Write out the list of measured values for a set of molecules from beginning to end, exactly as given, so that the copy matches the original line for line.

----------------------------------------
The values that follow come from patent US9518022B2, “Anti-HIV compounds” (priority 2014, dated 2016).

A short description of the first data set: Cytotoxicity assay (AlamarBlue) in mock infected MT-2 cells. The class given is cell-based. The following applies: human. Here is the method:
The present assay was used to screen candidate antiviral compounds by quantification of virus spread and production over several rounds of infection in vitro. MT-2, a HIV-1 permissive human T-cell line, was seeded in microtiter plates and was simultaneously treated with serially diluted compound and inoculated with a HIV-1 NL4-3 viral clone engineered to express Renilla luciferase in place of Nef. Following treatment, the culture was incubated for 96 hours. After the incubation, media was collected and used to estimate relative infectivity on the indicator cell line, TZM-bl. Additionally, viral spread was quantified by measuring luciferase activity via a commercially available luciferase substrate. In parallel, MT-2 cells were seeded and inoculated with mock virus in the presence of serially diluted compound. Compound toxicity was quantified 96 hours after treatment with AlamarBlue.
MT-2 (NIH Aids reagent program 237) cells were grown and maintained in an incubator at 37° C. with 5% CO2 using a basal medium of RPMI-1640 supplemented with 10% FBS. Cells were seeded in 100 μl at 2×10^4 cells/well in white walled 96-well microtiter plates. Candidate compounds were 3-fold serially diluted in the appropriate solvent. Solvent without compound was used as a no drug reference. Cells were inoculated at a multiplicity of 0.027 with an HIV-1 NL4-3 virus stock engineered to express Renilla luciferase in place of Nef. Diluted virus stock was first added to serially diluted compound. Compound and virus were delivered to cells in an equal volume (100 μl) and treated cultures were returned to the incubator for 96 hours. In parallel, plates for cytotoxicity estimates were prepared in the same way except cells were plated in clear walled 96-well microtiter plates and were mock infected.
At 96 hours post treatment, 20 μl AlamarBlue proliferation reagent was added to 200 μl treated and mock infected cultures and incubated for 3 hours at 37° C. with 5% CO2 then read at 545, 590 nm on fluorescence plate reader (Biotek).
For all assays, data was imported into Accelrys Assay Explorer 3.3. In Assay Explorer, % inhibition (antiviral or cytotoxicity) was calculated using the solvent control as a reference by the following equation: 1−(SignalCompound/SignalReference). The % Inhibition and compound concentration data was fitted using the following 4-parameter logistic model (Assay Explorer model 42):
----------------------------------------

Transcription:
The values that follow come from patent US9518022B2, “Anti-HIV compounds” (priority 2014, dated 2016).

A short description of the first data set: Cytotoxicity assay (AlamarBlue) in mock infected MT-2 cells. The class given is cell-based. The following applies: human. Here is the method:
The present assay was used to screen candidate antiviral compounds by quantification of virus spread and production over several rounds of infection in vitro. MT-2, a HIV-1 permissive human T-cell line, was seeded in microtiter plates and was simultaneously treated with serially diluted compound and inoculated with a HIV-1 NL4-3 viral clone engineered to express Renilla luciferase in place of Nef. Following treatment, the culture was incubated for 96 hours. After the incubation, media was collected and used to estimate relative infectivity on the indicator cell line, TZM-bl. Additionally, viral spread was quantified by measuring luciferase activity via a commercially available luciferase substrate. In parallel, MT-2 cells were seeded and inoculated with mock virus in the presence of serially diluted compound. Compound toxicity was quantified 96 hours after treatment with AlamarBlue.
MT-2 (NIH Aids reagent program 237) cells were grown and maintained in an incubator at 37° C. with 5% CO2 using a basal medium of RPMI-1640 supplemented with 10% FBS. Cells were seeded in 100 μl at 2×10^4 cells/well in white walled 96-well microtiter plates. Candidate compounds were 3-fold serially diluted in the appropriate solvent. Solvent without compound was used as a no drug reference. Cells were inoculated at a multiplicity of 0.027 with an HIV-1 NL4-3 virus stock engineered to express Renilla luciferase in place of Nef. Diluted virus stock was first added to serially diluted compound. Compound and virus were delivered to cells in an equal volume (100 μl) and treated cultures were returned to the incubator for 96 hours. In parallel, plates for cytotoxicity estimates were prepared in the same way except cells were plated in clear walled 96-well microtiter plates and were mock infected.
At 96 hours post treatment, 20 μl AlamarBlue proliferation reagent was added to 200 μl treated and mock infected cultures and incubated for 3 hours at 37° C. with 5% CO2 then read at 545, 590 nm on fluorescence plate reader (Biotek).
For all assays, data was imported into Accelrys Assay Explorer 3.3. In Assay Explorer, % inhibition (antiviral or cytotoxicity) was calculated using the solvent control as a reference by the following equation: 1−(SignalCompound/SignalReference). The % Inhibition and compound concentration data was fitted using the following 4-parameter logistic model (Assay Explorer model 42):